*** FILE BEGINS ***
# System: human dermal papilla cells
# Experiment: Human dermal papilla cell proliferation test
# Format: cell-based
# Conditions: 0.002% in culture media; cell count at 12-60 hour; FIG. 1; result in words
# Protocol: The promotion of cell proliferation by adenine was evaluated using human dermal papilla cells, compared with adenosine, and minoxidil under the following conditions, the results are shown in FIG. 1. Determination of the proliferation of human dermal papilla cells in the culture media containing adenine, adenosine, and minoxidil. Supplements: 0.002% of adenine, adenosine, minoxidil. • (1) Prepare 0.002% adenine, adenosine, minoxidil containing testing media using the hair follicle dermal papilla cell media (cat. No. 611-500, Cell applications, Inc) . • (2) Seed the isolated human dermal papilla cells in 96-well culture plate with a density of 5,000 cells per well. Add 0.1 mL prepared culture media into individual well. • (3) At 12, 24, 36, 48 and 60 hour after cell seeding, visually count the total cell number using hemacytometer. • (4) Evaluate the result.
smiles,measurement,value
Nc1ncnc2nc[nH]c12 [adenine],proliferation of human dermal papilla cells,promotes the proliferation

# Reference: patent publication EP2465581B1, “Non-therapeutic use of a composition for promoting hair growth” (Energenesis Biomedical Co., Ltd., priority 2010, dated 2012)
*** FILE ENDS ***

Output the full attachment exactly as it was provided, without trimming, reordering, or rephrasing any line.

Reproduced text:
# System: human dermal papilla cells
# Experiment: Human dermal papilla cell proliferation test
# Format: cell-based
# Conditions: 0.002% in culture media; cell count at 12-60 hour; FIG. 1; result in words
# Protocol: The promotion of cell proliferation by adenine was evaluated using human dermal papilla cells, compared with adenosine, and minoxidil under the following conditions, the results are shown in FIG. 1. Determination of the proliferation of human dermal papilla cells in the culture media containing adenine, adenosine, and minoxidil. Supplements: 0.002% of adenine, adenosine, minoxidil. • (1) Prepare 0.002% adenine, adenosine, minoxidil containing testing media using the hair follicle dermal papilla cell media (cat. No. 611-500, Cell applications, Inc) . • (2) Seed the isolated human dermal papilla cells in 96-well culture plate with a density of 5,000 cells per well. Add 0.1 mL prepared culture media into individual well. • (3) At 12, 24, 36, 48 and 60 hour after cell seeding, visually count the total cell number using hemacytometer. • (4) Evaluate the result.
smiles,measurement,value
Nc1ncnc2nc[nH]c12 [adenine],proliferation of human dermal papilla cells,promotes the proliferation

# Reference: patent publication EP2465581B1, “Non-therapeutic use of a composition for promoting hair growth” (Energenesis Biomedical Co., Ltd., priority 2010, dated 2012)